Our recent post about the excellent service provided by Reds’ employees drew some attention from around the ‘net. A reader emailed with more praise for the Reds, and I wanted to share it here. We bang on the Reds sometimes (although we’ve been uniformly positive about the new ownership, and I think that’s where the credit for all this should lie), but it’s good to point out that they’re doing some things right.
You will recall that we expressed our disappointment at the team’s new ticketing system, at least with respect to Opening Day. Well, our reader and his son were frustrated as well, with good reason, and the son fired off the following email to the Reds, just a few hours before the first pitch was scheduled to be thrown on Opening Day:
Subject: Opening Day Streak Stopped
Mr. Castellini & Mr. Allen,
I want to first thank you for taking the time to read this letter. I am writing you because this is the first time in 25 years that my father will not be attending opening day. For the last 17 of those years I have accompanied him to Caddy’s, GameDay, Head First and many other establishments. After eating “breakfast” at one of these fine establishments we would head to Fountain Square to watch the Parade.
Even as I grew older, I always enjoyed watching the parade because I was with my dad on Opening Day in Cincinnati. What could possibly be better?
Through the rain, sometimes snow, the tragedy of the death of John McSherry, and even paying way too much for tickets to the first game at GABP…my dad and I were at Opening Day. However, this year is different. Neither of us will be at the game today, and not because we don’t want to be. It has been 12 years since this team was in playoffs, but did that stop my dad and I from supporting the team? No, it did not; we were at EVERY Opening Day and numerous games throughout the seasons. Our streak stopped this year because of you two gentlemen.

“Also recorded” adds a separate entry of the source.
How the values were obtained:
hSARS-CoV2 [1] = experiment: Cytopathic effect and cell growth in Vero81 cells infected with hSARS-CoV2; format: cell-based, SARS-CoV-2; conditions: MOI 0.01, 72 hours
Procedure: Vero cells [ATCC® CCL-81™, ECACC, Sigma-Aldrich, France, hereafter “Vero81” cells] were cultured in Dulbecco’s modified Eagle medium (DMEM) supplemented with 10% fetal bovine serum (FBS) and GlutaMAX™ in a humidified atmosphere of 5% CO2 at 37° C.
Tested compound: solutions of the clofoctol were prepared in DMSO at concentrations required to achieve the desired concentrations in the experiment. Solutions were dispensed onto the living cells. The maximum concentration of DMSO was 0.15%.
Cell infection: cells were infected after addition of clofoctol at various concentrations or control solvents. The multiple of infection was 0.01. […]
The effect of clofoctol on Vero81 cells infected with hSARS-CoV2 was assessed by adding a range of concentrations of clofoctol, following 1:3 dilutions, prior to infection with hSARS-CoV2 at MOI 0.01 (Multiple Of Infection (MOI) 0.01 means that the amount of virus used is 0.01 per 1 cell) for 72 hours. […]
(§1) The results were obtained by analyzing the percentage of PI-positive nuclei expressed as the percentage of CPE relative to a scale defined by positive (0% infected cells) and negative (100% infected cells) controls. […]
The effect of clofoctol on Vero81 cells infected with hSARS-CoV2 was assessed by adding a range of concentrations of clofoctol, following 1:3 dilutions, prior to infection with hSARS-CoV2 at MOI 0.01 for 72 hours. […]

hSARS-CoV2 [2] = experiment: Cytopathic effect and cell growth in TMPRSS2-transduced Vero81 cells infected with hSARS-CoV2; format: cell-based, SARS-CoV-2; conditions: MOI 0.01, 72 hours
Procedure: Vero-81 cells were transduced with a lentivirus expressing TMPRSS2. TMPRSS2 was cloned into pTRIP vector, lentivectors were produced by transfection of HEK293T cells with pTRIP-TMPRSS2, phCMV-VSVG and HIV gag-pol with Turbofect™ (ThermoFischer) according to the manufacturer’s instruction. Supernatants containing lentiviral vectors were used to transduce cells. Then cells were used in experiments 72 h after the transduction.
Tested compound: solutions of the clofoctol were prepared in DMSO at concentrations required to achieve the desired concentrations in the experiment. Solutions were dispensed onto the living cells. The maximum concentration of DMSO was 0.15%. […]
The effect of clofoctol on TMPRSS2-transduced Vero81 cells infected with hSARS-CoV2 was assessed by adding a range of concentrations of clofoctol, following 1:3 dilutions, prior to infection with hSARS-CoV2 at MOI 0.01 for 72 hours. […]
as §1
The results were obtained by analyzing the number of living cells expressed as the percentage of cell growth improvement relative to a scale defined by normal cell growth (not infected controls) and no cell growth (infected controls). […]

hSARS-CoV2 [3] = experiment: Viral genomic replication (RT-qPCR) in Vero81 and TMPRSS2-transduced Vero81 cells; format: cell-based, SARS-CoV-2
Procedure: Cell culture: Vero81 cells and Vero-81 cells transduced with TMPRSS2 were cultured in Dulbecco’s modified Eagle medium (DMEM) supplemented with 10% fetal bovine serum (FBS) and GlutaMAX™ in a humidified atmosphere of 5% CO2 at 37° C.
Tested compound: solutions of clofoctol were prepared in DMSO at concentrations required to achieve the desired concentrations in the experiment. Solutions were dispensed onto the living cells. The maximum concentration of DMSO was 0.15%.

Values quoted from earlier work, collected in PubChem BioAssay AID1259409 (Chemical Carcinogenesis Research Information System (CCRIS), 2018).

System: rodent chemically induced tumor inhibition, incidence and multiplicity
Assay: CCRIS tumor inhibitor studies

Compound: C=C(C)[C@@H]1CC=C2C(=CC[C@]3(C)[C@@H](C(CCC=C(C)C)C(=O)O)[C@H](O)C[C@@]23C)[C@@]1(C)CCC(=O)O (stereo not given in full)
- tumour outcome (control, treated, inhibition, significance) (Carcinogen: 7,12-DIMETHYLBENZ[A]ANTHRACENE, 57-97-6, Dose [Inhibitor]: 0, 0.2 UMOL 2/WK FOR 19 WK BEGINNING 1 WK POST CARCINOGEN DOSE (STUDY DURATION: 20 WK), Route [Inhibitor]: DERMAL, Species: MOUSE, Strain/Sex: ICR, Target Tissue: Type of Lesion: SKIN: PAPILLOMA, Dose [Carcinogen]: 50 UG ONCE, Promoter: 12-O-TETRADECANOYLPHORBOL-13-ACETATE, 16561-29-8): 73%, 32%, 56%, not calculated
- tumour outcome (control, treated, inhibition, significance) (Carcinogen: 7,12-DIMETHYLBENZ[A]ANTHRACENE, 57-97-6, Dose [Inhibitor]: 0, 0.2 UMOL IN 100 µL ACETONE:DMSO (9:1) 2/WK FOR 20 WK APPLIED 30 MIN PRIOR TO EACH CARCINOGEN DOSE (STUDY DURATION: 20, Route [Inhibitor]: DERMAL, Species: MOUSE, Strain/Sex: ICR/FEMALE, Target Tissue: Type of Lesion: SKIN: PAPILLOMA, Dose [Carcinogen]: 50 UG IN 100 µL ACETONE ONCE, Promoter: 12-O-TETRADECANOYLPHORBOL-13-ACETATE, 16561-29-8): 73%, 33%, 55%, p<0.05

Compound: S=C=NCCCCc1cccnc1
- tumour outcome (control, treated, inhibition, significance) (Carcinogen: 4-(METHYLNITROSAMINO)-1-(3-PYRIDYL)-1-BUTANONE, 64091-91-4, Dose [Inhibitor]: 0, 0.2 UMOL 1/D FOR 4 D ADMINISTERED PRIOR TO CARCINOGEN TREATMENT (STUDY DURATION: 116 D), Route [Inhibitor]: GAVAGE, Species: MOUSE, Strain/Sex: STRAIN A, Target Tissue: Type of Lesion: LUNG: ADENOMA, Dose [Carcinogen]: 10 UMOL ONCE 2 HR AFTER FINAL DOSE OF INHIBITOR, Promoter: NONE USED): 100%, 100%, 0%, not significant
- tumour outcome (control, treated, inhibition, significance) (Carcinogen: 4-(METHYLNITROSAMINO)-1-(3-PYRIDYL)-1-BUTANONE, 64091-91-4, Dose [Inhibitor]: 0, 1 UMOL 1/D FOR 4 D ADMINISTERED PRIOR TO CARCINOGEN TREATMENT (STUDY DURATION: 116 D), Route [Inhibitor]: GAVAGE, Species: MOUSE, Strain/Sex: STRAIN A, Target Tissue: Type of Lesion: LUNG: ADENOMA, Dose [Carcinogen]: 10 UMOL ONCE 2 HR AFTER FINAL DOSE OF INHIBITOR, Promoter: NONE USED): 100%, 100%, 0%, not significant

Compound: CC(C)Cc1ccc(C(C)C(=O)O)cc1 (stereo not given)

The new ticket system for purchasing Opening Day tickets is completely unfair to my father and me. We are diehard Reds fans, but we cannot afford to purchase a season ticket package, and while we will probably attend 10 games this season, we should be able to choose which 10 games, not you. Yes, we entered the online lottery for the chance to have the opportunity to perhaps be able to possibly buy Opening Day tickets, but sadly, we did not win. So for the first time in almost two decades [XXXXX], Sr. & [XXXXX], Jr. will not be at Opening Day, but I can assure that every ticket scalper in the city will have handfuls of tickets that he will be selling for two and three times face value.
If this is the system that you feel best suits your organization that I can safely say that my father and I have most likely attended our last Opening Day. We will still listen to every game, especially with Marty and Thom now working together. (An excellent hire, along with Jeff Brantley – just added to the best radio coverage in baseball) Watch with the sound down when the games are on TV, but not being able to enjoy the atmosphere of Opening Day with my father is the biggest disappointment in my life in a long time. While that might seem trivial to some people, some of my fondest memories are at Reds games with my father, many on Opening Day. So I say thank you for those memories, but because of you two gentlemen I will never get the chance to make new ones with him, and if I am every lucky enough to have a son I will not get the chance to make those same memories with him and his grandfather.
Again, I thank you for your time in reading this letter. Good Luck today and throughout the season.
Roughly an hour later, John Allen had responded personally, after locating a couple of seats 13 rows from the Reds on-deck circle.
The father’s assessment: “My son and I had great day thanks to John Allen. He is a class guy.”
I love stories like this. After years of anti-marketing (“We can’t compete!”), I’m so happy to see the team I love make a concerted effort to keep the fans happy.
It’s a great time to be a Reds fan.
Blame Chad for creating this mess.
Chad launched Redleg Nation in February 2005, and has been writing about the Reds ever since. His first book, “The Big 50: The Men and Moments That Made the Cincinnati Reds” is now available in bookstores and online, at Amazon, Barnes & Noble, and wherever fine books are sold. You can also find Chad’s musings about the Cincinnati Reds in the pages of Cincinnati Magazine.
You can email Chad at firstname.lastname@example.org.